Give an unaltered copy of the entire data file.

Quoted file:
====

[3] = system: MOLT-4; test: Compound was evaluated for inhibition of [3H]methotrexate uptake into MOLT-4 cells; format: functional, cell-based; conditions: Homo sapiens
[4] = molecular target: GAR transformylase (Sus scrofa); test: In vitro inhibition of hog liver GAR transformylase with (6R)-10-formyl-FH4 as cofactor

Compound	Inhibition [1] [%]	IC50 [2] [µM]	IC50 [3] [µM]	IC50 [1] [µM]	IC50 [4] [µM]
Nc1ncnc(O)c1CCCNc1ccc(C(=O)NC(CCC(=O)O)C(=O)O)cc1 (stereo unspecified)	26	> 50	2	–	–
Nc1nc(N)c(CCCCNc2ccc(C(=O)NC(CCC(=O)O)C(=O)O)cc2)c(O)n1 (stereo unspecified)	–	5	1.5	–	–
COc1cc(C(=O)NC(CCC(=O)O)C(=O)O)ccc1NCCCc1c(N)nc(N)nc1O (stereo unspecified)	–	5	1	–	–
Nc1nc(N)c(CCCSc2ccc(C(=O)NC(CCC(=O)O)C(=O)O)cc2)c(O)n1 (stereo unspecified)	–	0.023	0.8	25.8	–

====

[3] = system: MOLT-4; test: Compound was evaluated for inhibition of [3H]methotrexate uptake into MOLT-4 cells; format: functional, cell-based; conditions: Homo sapiens
[4] = molecular target: GAR transformylase (Sus scrofa); test: In vitro inhibition of hog liver GAR transformylase with (6R)-10-formyl-FH4 as cofactor

Compound	Inhibition [1] [%]	IC50 [2] [µM]	IC50 [3] [µM]	IC50 [1] [µM]	IC50 [4] [µM]
Nc1ncnc(O)c1CCCNc1ccc(C(=O)NC(CCC(=O)O)C(=O)O)cc1 (stereo unspecified)	26	> 50	2	–	–
Nc1nc(N)c(CCCCNc2ccc(C(=O)NC(CCC(=O)O)C(=O)O)cc2)c(O)n1 (stereo unspecified)	–	5	1.5	–	–
COc1cc(C(=O)NC(CCC(=O)O)C(=O)O)ccc1NCCCc1c(N)nc(N)nc1O (stereo unspecified)	–	5	1	–	–
Nc1nc(N)c(CCCSc2ccc(C(=O)NC(CCC(=O)O)C(=O)O)cc2)c(O)n1 (stereo unspecified)	–	0.023	0.8	25.8	–